Players need to navigate to these triangles throughout the game in order to proceed and build the world around them. As triangle gates are passed, players will notice their game world slowly populating with ghost like wild life, flora and various landscapes. Shape of the World is displayed in a first person perspective, his solidifies the games attempt at immersion and tranquil bliss.
Where are the weapons!?
The aim of the game isn’t always clear in Shape of the World, and that’s because there isn’t one. All players need to worry about is interacting with white inanimate object to create bridges to speed them to their next area of creation. Although movement can be slow in-between bridges, players can interact with trees to give them a boost around whichever area they are in.
Gameplay is so simple but hard at first for players to get their heads around, this is due to the absolute simplicity of the title. All that players need to worry about is moving, one button for interactions and pressing another to throw seeds. Throwing seeds is a way to generate trees to boost when needed the most.
Once players find themselves on a bridge, Shape of the World turns into a roller coaster of sorts. This allows players to take in the vistas they are helping create. For those readers who have read ‘The Silmarilion’ by J.R.R. /Chris Tolkien, this journey of creation serves as a visual aid for the beginnings of middle earth and beyond. Of course the two media are completely unrelated, one found human nature kicking in trying to rationalize what was going on. Maybe this is the’ World of the Forms ‘forming?
The presentation of Shape of the World is truly individual and ethereal, this addition to Switches digital line up is simply in a league of its own. The procedurally generated cell shaded in game world follows a general colour palette for different areas. For example, the beginning of the game displays brilliant whites, pale pinks with hues of orange and fuchsia. As time goes on players will see night time shades and other display changes which is driven by weather conditions. Everything is nice, clean and polished. The only issue one had with the overall presentation of the title was harsh frame rate drops when entering densely validated areas, which was a big shame. Fingers crossed for a patch.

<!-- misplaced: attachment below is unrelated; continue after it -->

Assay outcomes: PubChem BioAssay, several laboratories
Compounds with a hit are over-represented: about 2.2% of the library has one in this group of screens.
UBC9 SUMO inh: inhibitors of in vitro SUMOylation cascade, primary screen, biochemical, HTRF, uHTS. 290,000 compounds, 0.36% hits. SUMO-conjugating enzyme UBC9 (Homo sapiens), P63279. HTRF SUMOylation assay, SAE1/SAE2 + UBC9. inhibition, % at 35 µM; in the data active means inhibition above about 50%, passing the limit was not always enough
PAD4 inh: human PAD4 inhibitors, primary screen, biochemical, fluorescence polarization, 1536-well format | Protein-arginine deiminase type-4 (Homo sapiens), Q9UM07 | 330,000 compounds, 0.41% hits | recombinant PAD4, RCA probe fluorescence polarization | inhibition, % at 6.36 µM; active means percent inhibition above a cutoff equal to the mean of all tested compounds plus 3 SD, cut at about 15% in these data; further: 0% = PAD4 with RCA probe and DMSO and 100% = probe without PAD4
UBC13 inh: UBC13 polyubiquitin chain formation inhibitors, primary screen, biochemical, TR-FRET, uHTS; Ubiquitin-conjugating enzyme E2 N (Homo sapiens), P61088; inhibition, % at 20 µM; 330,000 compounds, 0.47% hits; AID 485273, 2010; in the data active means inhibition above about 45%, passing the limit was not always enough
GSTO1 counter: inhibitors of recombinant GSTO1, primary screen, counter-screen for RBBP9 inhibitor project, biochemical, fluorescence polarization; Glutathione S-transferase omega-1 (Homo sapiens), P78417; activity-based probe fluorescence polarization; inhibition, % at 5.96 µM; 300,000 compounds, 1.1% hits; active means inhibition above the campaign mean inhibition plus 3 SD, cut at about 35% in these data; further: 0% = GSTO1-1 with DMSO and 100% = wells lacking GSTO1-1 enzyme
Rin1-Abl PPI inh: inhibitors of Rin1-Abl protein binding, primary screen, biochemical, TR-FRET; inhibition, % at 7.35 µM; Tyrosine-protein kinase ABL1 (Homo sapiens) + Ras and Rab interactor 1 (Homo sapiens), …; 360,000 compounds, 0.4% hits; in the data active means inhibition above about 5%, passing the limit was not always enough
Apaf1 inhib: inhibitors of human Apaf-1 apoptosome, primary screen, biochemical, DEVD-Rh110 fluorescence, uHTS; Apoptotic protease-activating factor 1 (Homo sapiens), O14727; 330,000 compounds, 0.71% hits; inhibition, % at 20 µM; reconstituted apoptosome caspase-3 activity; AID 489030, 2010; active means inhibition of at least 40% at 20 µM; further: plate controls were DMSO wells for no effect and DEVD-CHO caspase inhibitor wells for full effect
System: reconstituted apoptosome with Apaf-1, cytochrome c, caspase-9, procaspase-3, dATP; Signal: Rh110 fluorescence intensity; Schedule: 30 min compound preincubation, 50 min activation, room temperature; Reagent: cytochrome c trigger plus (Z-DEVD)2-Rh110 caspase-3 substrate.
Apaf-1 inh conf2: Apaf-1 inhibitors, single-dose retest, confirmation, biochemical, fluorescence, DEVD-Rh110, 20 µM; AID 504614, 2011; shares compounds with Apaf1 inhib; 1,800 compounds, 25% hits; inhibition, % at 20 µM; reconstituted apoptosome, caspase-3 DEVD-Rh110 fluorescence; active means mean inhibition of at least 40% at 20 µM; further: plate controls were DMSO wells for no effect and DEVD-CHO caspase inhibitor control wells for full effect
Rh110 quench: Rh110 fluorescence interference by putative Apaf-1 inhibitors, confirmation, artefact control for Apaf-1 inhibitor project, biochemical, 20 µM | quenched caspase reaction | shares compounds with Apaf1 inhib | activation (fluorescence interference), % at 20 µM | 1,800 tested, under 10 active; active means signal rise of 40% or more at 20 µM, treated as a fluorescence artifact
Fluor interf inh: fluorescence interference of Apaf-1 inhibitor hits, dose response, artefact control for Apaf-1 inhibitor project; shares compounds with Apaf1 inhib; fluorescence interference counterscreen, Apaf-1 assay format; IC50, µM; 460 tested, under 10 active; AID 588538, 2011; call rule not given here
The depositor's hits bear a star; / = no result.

Do Not Operate Heavy Machinery
This writer would actually recommend playing before bed and for avid listeners of sleep meditation music. This is more or less the soundtrack in game, with digital phasers complimented by a bucket load of ethereal but natural notes. One did pick up on the trance-like state Shape of the World enticed, overall the audio experience is very zen and rarely peaks at a higher frequency. At least not for very long. Sound effects are mostly triggered by interactions which are quite minimalistic. For example, interacting with a certain pillar provides a gong sound bite.
Graphics and Presentation 3.5
Overall Score: 3.7/5
Shape of the World is an experience like no other, of course we have visually stylistic and trance inducing titles such as Red. But nothing quite like this. Although the visual direction is commendable, frame rate issues in populated areas let it down. Although Shape of the World won’t be to everyone’s taste, it’s great to see developers taking risks with objectiveless games.
Platforms: Nintendo Switch (Reviewed), PlayStation 4, Xbox One and Steam
Release Date: 06/06/2018
Price: £13.49 (eShop)
Publisher: Plug in Digital
Developer: Hollow Tree Games
Pegi Rating: 3+
Review copy provided by Publisher